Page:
LONG BEACH — In the beginning there were the bars.
A dwarf named Lucy, a former circus performer, opened the first one at Broadway and Orange Avenue in 1966.
For six months, according to present owner C. J. Cree, Lil' Lucy's drew a mixed crowd. Then some of the proprietor's gay friends began showing up, setting the tone that has remained.
Other gay bars opened along Broadway. And although the area had a gay presence since the 1940s, residents say, the drinking establishments provided a focus--a place to socialize and bring out-of-town friends.
Flavor All Its Own
After the bars came the homeowners. Then the gay-owned businesses. And, in the last two to five years, according to city officials, a once-sleepy neighborhood occupied mostly by senior citizens has blossomed into one of the city's most dynamic business and residential districts with a flavor all its own.
"It's the Castro Street of Long Beach," said Alec Phillips, speaking of San Francisco's famous gay-oriented avenue on which he once lived. The sales manager of a concrete company, Phillips, 37, said he moved to the Broadway area five years ago because it is a "gay mecca" where "the gay dollar is very prevalent."
Richard Gaylord, a local real estate broker and chairman of the city Planning Commission, went a step further in assessing the Broadway corridor and its recent transformation. "It's a renaissance," he said.
Estimates of the percentage of gay-owned businesses along the Broadway strip--a two-mile stretch bordered roughly by Redondo Avenue on the east and Alamitos Avenue on the west--vary from 25 to 50. There are at least eight gay bars on the street. And some of those familiar with the area put the percentage of homosexuals living in the immediate vicinity at about 30%--compared to 8% to 13% citywide.
While area residents differ somewhat in their attitudes toward gay life styles, they tend to agree on at least one thing:the homosexual presence has had a positive economic effect.
According to Gaylord, a real estate lecturer at Cal State Long Beach and part-owner of JTM Brokerage Corp., property values on Broadway have risen some 50% in the past five years, a higher-than-average rate.
'Hot' Sales Area
"Right now, it's a hot area," he said of the Broadway corridor, in which he has sold both residential and commercial properties.
John Manley, a real estate agent with Century 21/Sparow Realty, said the gay community had "taken what was once very difficult to sell and improved it."
And Doug Otto, president of the Long Beach Heritage Foundation, said the homosexual population had "gentrified the area" by improving its aesthetics.
All this has translated into, among other things, booming business on Broadway. "The strength of the community has permitted the street to flourish," said Bob Paternoster, Long Beach director of planning and building.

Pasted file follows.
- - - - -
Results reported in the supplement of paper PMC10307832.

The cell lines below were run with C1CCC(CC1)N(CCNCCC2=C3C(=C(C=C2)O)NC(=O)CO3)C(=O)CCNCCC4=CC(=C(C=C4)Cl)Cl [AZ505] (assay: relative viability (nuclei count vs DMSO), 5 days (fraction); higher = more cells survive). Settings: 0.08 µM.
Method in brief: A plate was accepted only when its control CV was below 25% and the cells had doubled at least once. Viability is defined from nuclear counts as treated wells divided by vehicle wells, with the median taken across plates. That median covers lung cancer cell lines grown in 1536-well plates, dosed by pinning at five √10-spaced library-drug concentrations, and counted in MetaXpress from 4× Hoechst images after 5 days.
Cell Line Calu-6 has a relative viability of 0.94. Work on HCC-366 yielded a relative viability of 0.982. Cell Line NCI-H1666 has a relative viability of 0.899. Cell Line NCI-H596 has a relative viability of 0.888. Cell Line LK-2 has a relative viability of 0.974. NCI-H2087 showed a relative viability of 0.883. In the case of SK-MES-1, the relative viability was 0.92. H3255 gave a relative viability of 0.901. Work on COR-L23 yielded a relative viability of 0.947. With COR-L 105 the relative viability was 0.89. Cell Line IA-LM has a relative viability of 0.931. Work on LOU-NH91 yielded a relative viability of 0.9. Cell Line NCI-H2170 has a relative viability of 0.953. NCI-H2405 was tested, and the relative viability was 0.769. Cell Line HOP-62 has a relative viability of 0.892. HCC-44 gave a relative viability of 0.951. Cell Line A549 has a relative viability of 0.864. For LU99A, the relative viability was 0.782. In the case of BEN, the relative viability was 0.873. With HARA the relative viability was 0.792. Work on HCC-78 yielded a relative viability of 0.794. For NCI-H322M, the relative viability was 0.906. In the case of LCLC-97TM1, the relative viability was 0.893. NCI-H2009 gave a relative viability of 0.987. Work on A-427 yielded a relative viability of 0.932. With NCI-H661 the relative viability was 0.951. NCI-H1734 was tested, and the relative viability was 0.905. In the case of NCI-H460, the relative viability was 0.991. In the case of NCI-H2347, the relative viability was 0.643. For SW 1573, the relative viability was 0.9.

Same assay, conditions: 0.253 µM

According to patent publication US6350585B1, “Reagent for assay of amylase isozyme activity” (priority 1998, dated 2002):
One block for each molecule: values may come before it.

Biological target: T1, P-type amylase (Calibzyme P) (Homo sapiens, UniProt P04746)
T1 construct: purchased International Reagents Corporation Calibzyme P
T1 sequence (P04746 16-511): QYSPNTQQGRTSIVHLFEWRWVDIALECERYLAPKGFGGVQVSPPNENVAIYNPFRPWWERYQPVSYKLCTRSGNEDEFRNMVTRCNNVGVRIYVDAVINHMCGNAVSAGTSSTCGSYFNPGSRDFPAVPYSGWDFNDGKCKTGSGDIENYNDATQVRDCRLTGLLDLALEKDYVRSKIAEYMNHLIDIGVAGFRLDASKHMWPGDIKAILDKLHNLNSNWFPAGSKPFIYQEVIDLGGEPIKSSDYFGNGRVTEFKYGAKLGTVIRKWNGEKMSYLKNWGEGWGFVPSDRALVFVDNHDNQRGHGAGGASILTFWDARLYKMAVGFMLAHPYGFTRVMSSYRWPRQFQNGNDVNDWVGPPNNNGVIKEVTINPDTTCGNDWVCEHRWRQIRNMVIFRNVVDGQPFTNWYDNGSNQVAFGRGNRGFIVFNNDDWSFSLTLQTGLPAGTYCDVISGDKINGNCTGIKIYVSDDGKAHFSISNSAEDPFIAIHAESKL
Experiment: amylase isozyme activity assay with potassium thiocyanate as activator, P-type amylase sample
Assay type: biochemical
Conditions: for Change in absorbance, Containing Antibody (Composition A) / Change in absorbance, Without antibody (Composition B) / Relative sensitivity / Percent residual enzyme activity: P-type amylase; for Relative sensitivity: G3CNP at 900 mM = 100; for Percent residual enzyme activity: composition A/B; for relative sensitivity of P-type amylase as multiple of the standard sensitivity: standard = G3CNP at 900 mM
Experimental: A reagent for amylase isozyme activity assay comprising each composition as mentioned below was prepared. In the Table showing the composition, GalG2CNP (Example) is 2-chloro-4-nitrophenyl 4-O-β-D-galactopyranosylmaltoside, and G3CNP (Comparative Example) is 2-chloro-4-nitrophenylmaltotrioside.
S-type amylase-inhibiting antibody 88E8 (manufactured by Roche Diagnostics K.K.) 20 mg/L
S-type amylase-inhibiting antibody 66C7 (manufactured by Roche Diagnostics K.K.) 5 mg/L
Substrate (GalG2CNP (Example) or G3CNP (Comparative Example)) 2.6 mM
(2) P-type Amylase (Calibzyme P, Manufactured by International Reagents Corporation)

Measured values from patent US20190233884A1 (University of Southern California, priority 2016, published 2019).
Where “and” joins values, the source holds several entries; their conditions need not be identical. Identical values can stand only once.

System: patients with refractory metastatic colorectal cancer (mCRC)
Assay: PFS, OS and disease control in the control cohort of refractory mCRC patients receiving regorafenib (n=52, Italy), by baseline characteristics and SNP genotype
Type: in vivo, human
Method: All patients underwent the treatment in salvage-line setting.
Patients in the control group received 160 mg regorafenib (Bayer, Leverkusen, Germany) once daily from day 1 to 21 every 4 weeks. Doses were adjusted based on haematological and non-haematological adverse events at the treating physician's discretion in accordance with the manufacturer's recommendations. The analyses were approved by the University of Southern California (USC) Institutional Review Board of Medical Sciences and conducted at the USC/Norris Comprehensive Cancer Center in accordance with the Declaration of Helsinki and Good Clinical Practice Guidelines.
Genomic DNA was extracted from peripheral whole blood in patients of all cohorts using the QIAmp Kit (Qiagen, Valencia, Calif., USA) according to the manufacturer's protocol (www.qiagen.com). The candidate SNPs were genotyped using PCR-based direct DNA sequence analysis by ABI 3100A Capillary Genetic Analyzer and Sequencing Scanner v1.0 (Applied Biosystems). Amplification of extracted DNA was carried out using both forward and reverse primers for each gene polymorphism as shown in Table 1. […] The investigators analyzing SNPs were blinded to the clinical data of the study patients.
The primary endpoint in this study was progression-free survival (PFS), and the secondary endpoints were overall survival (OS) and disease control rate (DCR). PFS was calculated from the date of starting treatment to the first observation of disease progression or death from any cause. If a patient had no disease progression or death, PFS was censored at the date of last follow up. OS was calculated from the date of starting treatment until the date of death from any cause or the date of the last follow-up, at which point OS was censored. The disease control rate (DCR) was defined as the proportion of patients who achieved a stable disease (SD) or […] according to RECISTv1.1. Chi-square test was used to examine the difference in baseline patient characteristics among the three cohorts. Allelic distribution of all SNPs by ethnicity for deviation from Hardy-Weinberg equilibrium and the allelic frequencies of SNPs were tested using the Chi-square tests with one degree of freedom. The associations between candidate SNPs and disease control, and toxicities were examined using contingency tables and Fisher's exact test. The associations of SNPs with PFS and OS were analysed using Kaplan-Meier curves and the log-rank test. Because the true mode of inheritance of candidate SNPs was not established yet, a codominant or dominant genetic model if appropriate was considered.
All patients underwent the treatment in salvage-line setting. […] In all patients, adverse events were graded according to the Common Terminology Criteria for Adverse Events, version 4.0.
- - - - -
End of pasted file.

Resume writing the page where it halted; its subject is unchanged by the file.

In the last two years, according to city business license inspector Sam Barber, the number of active retail businesses on the strip has increased by 20%. And with the flowering of commerce, he said, has come a diversity of offerings.
"They are more interesting businesses," Barber said. "There aren't any junk stores."
Among the new arrivals are exotic flower shops, a chocolate store, a neon art studio, a frame shop, several unusual clothing boutiques and an array of specialized restaurants.
Chelsea Books, which carries a full range of materials to satisfy a variety of tastes, has adapted to the "gaying" of Broadway by offering a wide range of gay-oriented books and publications that are among the best sellers in the store.
And at Chrys Vinnie and Flo, a specialty crystal shop open only since May, co-owner Ray Keerins says he offers both the utilitarian kinds of products favored by beginning families and the "finer luxury" items generally sought by gays. Without dependents, he said, his gay customers have more money to spend.
"It's part of the attitude we all carry," said resident Vince Blaskovich, 25. "We're gay, we're different. It's part of our statement."
Because households containing two working males, as many in the area do, benefit from two incomes and double the ordinary dose of traditional male skills, major property improvements are commonplace.
Donald Harper, for one, does not mind the overall effect. "They don't bother me any," said Harper, a 62-year-old retired security guard who has been living on Broadway for 15 years. "They're nice and clean and they help you out when you need it. They're good neighbors."
Apparently not everyone agrees.
Dan Brunner, 40, who frequently wears bracelets, earrings and sloganed buttons to affect a decidedly gay look, said he and a friend were attacked by four men yelling "kill the faggots" one night as they strolled down Broadway.
"It happens on Broadway all the time," said Brunner, a computer programmer. "It seems to be a teen-age test of manhood to drive down Broadway at 40 m.p.h. yelling, 'Faggot!' at everyone."